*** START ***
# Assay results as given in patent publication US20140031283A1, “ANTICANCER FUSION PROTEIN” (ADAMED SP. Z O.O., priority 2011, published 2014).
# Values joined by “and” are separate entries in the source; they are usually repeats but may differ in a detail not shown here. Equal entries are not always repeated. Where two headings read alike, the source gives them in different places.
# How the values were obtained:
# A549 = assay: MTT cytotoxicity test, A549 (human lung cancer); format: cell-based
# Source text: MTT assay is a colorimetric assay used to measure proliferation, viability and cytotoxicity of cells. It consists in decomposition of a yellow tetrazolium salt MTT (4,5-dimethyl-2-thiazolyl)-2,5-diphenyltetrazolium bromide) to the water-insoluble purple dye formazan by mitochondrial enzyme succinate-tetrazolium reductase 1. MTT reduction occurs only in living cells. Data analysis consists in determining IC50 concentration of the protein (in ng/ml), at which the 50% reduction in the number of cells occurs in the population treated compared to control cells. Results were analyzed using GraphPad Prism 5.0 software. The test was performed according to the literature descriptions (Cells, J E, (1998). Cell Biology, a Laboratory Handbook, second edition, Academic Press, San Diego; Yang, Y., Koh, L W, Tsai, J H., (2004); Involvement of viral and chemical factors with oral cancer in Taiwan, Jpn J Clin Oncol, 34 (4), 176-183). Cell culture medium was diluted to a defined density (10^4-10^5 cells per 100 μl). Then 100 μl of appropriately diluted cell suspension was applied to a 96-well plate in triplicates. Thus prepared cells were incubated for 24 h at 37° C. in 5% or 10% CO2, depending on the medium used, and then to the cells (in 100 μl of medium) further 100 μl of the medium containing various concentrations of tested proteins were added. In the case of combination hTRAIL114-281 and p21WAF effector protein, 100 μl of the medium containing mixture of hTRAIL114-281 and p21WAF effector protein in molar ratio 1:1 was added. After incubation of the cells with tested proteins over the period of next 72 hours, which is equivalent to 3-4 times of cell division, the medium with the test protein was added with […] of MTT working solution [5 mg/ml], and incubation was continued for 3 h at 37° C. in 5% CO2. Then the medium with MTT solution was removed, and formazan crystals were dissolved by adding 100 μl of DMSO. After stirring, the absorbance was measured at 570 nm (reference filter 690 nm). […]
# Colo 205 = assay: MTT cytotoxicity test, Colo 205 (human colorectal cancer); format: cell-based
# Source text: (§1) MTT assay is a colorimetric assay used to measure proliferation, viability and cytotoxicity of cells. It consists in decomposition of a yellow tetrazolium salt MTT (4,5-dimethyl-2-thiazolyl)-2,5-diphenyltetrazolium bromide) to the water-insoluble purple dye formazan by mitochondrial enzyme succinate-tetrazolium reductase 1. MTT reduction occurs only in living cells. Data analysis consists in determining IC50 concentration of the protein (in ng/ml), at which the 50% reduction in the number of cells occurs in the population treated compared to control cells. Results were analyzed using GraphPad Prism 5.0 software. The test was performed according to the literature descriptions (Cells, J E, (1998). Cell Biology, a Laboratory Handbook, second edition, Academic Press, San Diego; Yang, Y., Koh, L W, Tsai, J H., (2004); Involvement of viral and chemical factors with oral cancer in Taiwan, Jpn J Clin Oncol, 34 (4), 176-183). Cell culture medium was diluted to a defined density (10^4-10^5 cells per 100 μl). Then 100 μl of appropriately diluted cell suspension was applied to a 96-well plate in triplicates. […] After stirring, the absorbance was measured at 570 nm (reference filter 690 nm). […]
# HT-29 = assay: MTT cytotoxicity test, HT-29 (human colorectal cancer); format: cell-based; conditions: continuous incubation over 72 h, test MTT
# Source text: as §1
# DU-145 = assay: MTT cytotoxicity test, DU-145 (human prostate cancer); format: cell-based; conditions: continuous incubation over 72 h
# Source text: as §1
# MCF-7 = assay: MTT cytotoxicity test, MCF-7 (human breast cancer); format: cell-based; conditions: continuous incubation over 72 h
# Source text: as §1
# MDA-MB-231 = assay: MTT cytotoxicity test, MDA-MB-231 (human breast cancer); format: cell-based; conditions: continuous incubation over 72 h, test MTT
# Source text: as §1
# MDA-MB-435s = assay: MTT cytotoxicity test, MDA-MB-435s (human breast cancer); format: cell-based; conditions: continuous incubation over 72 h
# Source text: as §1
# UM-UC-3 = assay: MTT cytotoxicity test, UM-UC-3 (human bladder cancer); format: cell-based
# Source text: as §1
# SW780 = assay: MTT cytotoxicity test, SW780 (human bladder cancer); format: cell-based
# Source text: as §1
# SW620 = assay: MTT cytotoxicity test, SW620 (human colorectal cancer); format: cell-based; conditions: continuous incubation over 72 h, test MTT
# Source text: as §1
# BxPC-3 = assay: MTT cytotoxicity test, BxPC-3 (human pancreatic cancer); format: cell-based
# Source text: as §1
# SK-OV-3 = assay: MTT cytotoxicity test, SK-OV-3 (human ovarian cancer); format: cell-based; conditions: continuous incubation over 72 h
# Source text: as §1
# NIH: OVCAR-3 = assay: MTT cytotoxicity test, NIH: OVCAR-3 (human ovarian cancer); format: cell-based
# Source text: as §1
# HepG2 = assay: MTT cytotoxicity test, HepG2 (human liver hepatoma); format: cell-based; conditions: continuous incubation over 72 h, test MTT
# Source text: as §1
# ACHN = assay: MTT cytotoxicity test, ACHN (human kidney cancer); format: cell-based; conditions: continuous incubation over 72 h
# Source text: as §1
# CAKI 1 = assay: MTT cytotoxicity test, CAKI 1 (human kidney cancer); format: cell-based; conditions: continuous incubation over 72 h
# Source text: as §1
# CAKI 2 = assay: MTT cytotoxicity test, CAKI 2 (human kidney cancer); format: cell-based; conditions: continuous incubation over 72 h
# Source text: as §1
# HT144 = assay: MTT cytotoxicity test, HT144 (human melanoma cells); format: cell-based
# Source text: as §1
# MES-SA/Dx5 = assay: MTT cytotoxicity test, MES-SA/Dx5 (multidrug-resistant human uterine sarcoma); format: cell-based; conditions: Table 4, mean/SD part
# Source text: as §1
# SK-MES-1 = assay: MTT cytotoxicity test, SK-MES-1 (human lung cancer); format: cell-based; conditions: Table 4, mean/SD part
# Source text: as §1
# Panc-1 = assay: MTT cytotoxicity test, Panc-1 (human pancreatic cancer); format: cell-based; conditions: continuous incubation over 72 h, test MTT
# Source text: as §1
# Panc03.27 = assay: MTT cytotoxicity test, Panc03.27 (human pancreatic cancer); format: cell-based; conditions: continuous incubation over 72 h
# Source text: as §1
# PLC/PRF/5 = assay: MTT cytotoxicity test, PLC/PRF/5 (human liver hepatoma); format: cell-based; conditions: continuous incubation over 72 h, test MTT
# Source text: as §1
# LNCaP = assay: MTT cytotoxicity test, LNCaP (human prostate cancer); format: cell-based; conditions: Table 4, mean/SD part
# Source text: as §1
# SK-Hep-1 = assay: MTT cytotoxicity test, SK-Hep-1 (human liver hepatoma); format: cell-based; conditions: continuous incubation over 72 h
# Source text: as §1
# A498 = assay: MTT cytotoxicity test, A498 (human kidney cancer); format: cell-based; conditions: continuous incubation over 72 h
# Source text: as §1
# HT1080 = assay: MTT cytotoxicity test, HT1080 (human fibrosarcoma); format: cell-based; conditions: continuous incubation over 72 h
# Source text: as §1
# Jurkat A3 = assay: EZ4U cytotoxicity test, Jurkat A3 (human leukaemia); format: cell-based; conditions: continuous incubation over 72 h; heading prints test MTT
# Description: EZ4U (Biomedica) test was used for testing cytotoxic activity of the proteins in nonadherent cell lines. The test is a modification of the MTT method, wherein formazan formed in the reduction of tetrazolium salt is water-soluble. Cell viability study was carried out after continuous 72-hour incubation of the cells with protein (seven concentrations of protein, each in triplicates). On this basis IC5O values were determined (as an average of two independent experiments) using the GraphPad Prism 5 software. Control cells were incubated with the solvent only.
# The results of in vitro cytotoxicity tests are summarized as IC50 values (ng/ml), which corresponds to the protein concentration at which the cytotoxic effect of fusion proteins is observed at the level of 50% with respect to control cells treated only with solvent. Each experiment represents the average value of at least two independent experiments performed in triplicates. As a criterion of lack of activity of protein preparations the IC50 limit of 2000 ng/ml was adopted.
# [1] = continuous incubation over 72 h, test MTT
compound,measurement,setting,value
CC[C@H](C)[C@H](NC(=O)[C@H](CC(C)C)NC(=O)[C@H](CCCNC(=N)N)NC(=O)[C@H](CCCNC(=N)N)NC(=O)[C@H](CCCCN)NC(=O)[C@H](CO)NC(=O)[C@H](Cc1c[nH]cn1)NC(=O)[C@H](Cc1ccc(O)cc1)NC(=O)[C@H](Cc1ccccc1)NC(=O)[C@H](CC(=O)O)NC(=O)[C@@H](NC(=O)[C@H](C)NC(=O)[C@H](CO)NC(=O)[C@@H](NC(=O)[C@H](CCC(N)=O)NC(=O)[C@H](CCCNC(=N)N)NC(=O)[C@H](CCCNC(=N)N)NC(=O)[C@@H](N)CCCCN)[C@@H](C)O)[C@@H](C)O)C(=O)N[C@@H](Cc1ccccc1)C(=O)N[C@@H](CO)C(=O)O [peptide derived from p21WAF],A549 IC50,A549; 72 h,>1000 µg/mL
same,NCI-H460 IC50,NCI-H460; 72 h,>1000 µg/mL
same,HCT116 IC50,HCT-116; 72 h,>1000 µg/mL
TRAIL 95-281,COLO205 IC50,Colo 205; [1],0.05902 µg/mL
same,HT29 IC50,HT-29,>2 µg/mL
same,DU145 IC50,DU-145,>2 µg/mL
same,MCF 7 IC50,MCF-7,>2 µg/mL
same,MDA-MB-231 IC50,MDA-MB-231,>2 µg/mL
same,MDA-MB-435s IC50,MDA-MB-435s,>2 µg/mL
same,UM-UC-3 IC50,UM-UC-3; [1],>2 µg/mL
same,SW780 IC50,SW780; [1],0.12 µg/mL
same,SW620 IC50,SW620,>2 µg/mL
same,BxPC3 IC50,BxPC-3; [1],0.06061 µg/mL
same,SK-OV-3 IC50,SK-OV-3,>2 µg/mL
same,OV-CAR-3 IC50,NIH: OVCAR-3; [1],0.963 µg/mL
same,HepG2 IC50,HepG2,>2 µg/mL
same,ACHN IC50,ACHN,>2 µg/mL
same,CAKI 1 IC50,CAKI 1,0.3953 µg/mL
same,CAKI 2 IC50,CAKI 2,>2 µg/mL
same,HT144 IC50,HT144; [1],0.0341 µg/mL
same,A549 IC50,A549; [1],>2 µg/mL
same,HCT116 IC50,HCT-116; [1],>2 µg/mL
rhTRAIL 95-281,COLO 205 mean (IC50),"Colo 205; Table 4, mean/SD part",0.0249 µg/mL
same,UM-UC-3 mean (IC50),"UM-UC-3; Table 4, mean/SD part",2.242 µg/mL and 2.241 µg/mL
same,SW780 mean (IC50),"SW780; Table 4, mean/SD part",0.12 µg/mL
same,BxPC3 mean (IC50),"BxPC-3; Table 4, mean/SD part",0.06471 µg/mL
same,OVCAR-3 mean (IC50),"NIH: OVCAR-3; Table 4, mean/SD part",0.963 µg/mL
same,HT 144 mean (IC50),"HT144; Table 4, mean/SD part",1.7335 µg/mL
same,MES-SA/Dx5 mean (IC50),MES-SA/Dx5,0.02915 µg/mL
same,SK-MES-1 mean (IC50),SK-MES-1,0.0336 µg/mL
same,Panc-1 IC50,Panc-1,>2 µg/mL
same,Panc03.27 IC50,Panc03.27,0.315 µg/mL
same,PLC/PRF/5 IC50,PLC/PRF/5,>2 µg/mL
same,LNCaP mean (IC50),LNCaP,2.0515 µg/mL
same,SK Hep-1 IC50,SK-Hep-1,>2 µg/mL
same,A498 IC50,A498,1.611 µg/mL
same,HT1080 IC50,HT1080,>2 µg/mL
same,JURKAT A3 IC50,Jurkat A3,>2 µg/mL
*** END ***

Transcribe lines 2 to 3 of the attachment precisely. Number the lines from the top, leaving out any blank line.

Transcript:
# Values joined by “and” are separate entries in the source; they are usually repeats but may differ in a detail not shown here. Equal entries are not always repeated. Where two headings read alike, the source gives them in different places.
# How the values were obtained: